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popmuze
02-08-2009, 02:09 AM
Since one of the unbreakable rules with agents and editors is that they read only enough to know the novel is "not for them," how often do agents and/or editors actually get through an entire book? And is ever possible for the writer (or the agent) to know how much of a novel has been read? (I would imagine full reads to be a good sign).

I get a lot of comments on the order of "just didn't love it." How many pages does it take for an agent or an editor to fall out of love with a book?

Danthia
02-08-2009, 04:14 PM
How long does it take you to know when you won't like a book? Agents are no different.

And agents don't read just enough to know it's not for them, they read until they're not interested in reading any more. If it's a great novel but they don't think they can sell it, they'll likely suggest someone who could, or tell you they loved it but they don't represent that genre. A great book doesn't get shoved aside.

Just last month, I started a book I put down after a few pages, wishing I had read some of it before I wasted money on it. Another I made it three or four chapters before it lost me, and one I got halfway through before I set it aside. That same month I started one book I finished in one sitting, one I had to force myself to put down and go to bed, and one I curled up with several nights in a row.

I didn't need to read the entire book to know if I would like it or not, and you probably don't either. Agents do exactly the same thing. If they just didn't love it, that means just that. They didn't love it. Agents and editors need to love a book enough to read it half a dozen times, because chances are, they'll be reading it a lot before it's on the shelves. I bet you can think of plenty of books you liked, but you wouldn't read again. You just didn't love them.

There's no way to know if an agent read your full all the way to the end or not. Well, aside from them offering representation.

And it can take one page for an agent to fall out of love. You can have an awesome query letter pique their interest, send them the pages, they happily tear into them, and them find the writing stinks or the writer doesn't know squat about the English language. Same as you can have a so-so query letter than barely grabs interest, but then the pages come in and they wow the agent.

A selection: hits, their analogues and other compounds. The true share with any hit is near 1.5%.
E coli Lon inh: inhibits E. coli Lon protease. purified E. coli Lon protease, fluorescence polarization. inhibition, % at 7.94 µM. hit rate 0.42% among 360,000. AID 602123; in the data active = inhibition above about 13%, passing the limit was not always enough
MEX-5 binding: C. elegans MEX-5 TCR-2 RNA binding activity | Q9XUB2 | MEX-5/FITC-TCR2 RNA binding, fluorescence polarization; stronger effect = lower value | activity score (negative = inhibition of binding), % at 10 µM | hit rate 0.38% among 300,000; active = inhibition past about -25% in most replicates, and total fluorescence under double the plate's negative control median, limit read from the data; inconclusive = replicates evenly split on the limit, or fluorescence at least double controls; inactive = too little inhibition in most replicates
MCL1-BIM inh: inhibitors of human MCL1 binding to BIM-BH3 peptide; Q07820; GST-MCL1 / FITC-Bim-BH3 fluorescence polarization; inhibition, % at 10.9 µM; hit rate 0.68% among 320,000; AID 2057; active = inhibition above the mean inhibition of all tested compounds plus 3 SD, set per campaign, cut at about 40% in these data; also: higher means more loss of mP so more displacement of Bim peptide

Agents are people too. There is no set rule for liking or disliking something.

popmuze
02-08-2009, 06:46 PM
So the thing is, when you're receiving a letter from an editor or an agent, you really don't have a clue as to when they stopped reading the book.
Even though their comments about the writing, characters, story, setting, climax, etc. seem to imply they've read the whole thing.
As if whatever is set down in print on page one is a foregone conclusion for the rest of the book or the problem with the climax that arises on page 228 can't be fixed.
Once you have an agent you can get their opinion on these matters. But unless an editor mentions something specific from page 311, or tells you their comments are based on 91 pages, you really can't get an idea of how to revise from their notes.
(I don't know how many reviews I've read where the reviewer says something like "The book didn't really pick up until the second half...." or "the book starts out great but then fizzles..."

lkp
02-08-2009, 07:11 PM
No, as many on AW have said, you can't learn very much from rejection.

Danthia
02-08-2009, 07:29 PM
Well, if you get feedback like that, then you do know what needs to be fixed. That would also indicate they read the whole thing. The times when you don't know are when you get a basic form rejection. And if someone couldn't finish it, odds are they're not going to be mean and tell you. But if they act like they read the whole, thing, they probably did.

If they like the book up until the climax, but think it needs to be fixed for the book to work, the might have you rework the climax. My agent told me up front she wanted me to rework the ending, and before taking me on as a client she wanted to make sure that was okay with me. She told me why she felt this way, I totally agreed, and I changed it. Twice. I tweaked it further for the editor who bought it.